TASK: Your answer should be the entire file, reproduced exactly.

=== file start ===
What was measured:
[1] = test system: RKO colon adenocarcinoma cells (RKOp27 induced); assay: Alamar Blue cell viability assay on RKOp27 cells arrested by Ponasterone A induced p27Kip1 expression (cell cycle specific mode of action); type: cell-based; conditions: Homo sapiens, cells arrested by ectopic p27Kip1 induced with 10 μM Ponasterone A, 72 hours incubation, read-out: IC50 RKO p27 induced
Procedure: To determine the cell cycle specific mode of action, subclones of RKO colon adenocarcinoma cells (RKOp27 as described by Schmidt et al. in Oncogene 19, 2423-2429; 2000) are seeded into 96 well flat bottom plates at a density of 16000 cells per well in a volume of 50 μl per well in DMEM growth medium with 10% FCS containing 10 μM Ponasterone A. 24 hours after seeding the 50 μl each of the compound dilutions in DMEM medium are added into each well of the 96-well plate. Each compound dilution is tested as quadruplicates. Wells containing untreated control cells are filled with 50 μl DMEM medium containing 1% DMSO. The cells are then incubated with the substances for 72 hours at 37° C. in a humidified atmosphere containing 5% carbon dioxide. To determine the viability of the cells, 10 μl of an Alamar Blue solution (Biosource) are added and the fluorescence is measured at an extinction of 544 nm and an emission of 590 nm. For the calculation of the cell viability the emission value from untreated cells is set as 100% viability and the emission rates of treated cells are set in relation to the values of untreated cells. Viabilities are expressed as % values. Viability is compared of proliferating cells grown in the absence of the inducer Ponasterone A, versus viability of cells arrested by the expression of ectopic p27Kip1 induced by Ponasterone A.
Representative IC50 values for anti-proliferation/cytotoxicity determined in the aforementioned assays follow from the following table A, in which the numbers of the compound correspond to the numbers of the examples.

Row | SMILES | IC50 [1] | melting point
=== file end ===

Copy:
What was measured:
[1] = test system: RKO colon adenocarcinoma cells (RKOp27 induced); assay: Alamar Blue cell viability assay on RKOp27 cells arrested by Ponasterone A induced p27Kip1 expression (cell cycle specific mode of action); type: cell-based; conditions: Homo sapiens, cells arrested by ectopic p27Kip1 induced with 10 μM Ponasterone A, 72 hours incubation, read-out: IC50 RKO p27 induced
Procedure: To determine the cell cycle specific mode of action, subclones of RKO colon adenocarcinoma cells (RKOp27 as described by Schmidt et al. in Oncogene 19, 2423-2429; 2000) are seeded into 96 well flat bottom plates at a density of 16000 cells per well in a volume of 50 μl per well in DMEM growth medium with 10% FCS containing 10 μM Ponasterone A. 24 hours after seeding the 50 μl each of the compound dilutions in DMEM medium are added into each well of the 96-well plate. Each compound dilution is tested as quadruplicates. Wells containing untreated control cells are filled with 50 μl DMEM medium containing 1% DMSO. The cells are then incubated with the substances for 72 hours at 37° C. in a humidified atmosphere containing 5% carbon dioxide. To determine the viability of the cells, 10 μl of an Alamar Blue solution (Biosource) are added and the fluorescence is measured at an extinction of 544 nm and an emission of 590 nm. For the calculation of the cell viability the emission value from untreated cells is set as 100% viability and the emission rates of treated cells are set in relation to the values of untreated cells. Viabilities are expressed as % values. Viability is compared of proliferating cells grown in the absence of the inducer Ponasterone A, versus viability of cells arrested by the expression of ectopic p27Kip1 induced by Ponasterone A.
Representative IC50 values for anti-proliferation/cytotoxicity determined in the aforementioned assays follow from the following table A, in which the numbers of the compound correspond to the numbers of the examples.

Row | SMILES | IC50 [1] | melting point